In 2003, Motz took control of his mother's finances because she was ailing physically - but not mentally - prosecutors said inside Manhattan Supreme Court yesterday.
"Apart from getting a drop of merlot on one of the powers of attorney, it worked out well."
Michael Whitty, an estate and trusts lawyer in Chicago, commenting on Billerica, Massachusetts, attorney James Haroutunian's innovative approach to reaching clients. Haroutunian hosts "will signing parties" that he likens to Tupperware parties, where gathered guests can mingle while signing their legal paperwork. Whitty noted that while he doesn't host parties himself, he has sometimes brought estate-planning documents to clients' homes and, in at least one case, the signing became a festive occasion.
For information about will execution parties, see Sheri Qualters, Mass. Solo Uses 'Will-Signing Parties' to Expand His Practice, Nat'l L.J., March 1, 2007.
The following is from Daniel Horgan, Father of organ donor unearths stories of new life, USA Today, Jan. 22, 2008, at 7D:
Nicholas and his sister, Eleanor, were traveling with their parents, Reg and Maggie Green, in Calabria, Italy, in September 1994 when would-be robbers mistook their vehicle for a jewelry delivery car and fired on it. The rest of the family were uninjured, but Nicholas was severely wounded.
After the boy was declared brain-dead, Green, a British journalist, and his wife announced they would donate Nicholas' organs and corneas to Italians who needed them.
That decision triggered an outpouring of emotion and publicity in Italy, where organ donation rates, which had been abysmally low, soared and made the Greens famous.*** The experience, detailed in Green's book The Nicholas Effect, marked the beginning of his crusade to persuade others to donate, one that has brought the 78-year-old former Times of London correspondent face-to-face with desperately ill patients, their families, doctors and transplant advocates around the world.***
Out of these encounters comes a new book by Green, The Gift That Heals. The book tells 42 stories of people at various stages of the transplant process.
Wednesday, January 23, 2008
Anne-Marie Rhodes (Professor, Loyola University Chicago School of Law) has recently published her article entitled Consequences of Heirs' Misconduct: Moving from Rules to Discretion, 33 Ohio N.U. L. Rev. 975 (2007).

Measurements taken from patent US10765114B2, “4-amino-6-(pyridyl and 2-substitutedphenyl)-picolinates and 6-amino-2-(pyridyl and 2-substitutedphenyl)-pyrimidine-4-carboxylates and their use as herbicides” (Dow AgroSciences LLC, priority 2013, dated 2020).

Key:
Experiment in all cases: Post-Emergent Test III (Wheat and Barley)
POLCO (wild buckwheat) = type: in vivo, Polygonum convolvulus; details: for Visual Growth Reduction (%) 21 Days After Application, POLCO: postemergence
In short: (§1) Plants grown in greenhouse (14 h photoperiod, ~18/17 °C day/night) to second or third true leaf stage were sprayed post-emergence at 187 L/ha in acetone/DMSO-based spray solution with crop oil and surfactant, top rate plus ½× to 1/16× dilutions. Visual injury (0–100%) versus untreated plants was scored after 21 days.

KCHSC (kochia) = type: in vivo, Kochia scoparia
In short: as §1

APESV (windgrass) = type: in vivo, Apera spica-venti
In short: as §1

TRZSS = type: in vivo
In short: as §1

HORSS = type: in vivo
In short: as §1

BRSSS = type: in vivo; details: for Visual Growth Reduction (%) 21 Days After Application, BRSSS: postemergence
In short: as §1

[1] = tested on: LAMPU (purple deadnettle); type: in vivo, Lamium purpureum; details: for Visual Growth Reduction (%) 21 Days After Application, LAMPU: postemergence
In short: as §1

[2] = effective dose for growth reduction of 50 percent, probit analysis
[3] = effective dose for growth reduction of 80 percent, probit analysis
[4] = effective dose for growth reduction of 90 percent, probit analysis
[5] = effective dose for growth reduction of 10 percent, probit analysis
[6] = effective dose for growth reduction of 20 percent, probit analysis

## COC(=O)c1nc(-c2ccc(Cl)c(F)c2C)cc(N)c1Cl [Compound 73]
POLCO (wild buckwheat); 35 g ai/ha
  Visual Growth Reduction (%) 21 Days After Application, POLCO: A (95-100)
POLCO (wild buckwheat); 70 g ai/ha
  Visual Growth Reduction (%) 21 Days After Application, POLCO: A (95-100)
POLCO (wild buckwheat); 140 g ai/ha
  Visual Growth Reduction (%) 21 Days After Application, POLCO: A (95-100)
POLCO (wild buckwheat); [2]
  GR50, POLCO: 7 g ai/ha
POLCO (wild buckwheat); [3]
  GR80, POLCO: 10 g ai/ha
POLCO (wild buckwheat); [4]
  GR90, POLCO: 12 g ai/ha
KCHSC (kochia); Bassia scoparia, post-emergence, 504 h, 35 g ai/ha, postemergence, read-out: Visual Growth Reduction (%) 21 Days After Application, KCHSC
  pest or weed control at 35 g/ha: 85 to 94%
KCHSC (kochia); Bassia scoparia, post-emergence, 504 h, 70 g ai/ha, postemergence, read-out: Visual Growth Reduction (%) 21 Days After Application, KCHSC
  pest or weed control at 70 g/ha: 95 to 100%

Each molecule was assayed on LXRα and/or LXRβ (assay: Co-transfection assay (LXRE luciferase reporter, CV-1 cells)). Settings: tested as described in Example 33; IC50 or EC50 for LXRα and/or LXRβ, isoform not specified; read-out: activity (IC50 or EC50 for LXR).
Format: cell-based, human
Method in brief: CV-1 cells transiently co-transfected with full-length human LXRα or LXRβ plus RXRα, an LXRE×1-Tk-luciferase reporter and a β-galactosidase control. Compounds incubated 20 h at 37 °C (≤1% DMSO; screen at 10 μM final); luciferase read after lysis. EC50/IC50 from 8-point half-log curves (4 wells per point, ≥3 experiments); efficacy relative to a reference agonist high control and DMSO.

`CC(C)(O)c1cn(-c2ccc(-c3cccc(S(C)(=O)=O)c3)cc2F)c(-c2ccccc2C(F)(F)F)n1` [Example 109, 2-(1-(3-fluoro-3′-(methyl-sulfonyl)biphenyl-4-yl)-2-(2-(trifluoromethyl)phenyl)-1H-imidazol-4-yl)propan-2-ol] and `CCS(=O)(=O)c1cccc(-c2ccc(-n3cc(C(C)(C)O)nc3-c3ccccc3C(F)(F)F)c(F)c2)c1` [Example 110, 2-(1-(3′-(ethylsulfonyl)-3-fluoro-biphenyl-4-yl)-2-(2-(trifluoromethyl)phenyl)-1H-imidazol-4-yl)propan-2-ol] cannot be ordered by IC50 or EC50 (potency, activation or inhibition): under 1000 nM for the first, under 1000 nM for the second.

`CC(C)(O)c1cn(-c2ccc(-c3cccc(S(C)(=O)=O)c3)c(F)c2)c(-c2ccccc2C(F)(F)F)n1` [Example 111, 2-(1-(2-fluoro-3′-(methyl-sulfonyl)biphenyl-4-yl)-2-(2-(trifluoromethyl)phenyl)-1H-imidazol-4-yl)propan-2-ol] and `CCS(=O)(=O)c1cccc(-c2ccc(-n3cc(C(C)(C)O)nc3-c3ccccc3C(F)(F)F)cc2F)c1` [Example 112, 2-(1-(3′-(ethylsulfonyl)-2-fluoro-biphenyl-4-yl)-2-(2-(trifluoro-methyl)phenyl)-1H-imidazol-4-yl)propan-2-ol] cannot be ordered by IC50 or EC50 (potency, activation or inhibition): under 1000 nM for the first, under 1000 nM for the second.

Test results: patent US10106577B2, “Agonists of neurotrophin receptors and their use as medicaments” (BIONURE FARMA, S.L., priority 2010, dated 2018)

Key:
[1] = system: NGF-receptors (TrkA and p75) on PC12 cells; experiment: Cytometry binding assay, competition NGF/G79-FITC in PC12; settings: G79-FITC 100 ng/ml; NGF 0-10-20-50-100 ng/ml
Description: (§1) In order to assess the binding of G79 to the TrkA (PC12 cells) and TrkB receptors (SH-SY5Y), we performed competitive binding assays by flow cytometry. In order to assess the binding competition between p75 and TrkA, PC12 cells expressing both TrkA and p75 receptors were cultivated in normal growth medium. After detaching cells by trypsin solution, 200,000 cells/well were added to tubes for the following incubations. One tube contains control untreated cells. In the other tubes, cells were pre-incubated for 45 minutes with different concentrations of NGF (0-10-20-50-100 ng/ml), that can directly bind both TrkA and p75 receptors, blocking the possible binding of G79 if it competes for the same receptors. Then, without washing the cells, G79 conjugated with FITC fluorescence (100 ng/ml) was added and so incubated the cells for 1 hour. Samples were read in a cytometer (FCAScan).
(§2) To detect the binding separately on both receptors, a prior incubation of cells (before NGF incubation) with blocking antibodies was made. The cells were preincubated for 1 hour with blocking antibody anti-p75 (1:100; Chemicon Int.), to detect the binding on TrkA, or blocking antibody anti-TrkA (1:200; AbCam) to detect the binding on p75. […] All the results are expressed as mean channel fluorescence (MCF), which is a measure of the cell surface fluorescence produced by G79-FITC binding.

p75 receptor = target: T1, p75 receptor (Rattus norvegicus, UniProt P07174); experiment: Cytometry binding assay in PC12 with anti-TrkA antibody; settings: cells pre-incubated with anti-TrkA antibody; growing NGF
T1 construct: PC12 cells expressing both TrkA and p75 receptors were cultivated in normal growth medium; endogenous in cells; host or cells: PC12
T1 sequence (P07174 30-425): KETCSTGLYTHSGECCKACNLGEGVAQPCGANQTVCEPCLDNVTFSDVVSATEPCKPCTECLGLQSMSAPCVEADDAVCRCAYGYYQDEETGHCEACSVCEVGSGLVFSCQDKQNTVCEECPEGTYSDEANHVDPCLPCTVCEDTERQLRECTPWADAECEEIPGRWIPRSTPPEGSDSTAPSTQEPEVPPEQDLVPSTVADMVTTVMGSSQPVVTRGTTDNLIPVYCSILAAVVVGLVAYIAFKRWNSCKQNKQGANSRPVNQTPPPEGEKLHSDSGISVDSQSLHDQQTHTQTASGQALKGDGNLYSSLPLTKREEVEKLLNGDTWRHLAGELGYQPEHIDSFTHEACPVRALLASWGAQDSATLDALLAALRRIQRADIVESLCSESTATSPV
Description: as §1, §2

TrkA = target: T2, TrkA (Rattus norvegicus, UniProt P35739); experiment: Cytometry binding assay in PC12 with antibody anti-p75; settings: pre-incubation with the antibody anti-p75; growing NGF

Here is the conclusion to her article:
The changing landscape of modern families and property necessitates an ongoing reconsideration of intestate statutes for the devolution of property. Concerns about an heir's misconduct have historically only been modestly addressed within intestacy, and that remains true today. Nevertheless, recent disinheritance statutes have moved beyond the tradition of an objective rule to granting a judge discretion in certain sensitive circumstances. This legislative grant of discretion is extraordinary. It may mark the beginning of a subjective approach in the disposition of intestate property, one that in balancing the intent of the decedent against society's general public policy in very limited circumstances of heirs' misconduct places a thumb on the scale in favor of the decedent's particular intent. For a system premised on the importance of decedent's intent, it is a step in the right direction and bears watching.
According to Canoeist's Wife Confesses To 'Plot', news.sky.com, Dec. 5, 2007:
John Darwin's wife has confessed to knowing he was alive after he "died" in a canoe accident five years ago, Sky News sources say.
Anne Darwin is said to have made the admission after her husband was arrested on suspicion of fraud.
Earlier, she had admitted to cashing in his life insurance policy after he was declared dead in a canoe accident in 2005.***
[T]he 57-year-old former prison officer was arrested after the emergence of a picture reportedly showing Darwin with Anne in Panama last year which investigators said "raised a lot of questions".
Mrs Darwin is said to have made the confession after being confronted with the photograph.***
According to Linda Wilson Fuoco, Animal hoarders proving difficult to contain, post-gazette.com, Dec. 10, 2007:
It began with neighbors complaining about odors coming from the unkempt Uniontown home last month. Humane officers donned biohazard suits and breathing masks before entering, and emerged with 14 cats, six ferrets, four rabbits, one boxer dog and one red-eared slider turtle.
But inside among the feces, garbage and debris were nine dead animals, including seven cats.***
While many hoarders do fit the stereotype of women over 60 years old who live alone and have very little income, the HARC report says there are no age, gender or socioeconomic boundaries.***
Special thanks to Neil E. Hendershot, Esq. (Attorney at law, Goldberg Katzman, P.C., Adjunct Professor, Widener University School of Law) for bringing this article to my attention. You can read more on Neil's blog at PA Elder, Estate & Fiduciary Law Blog.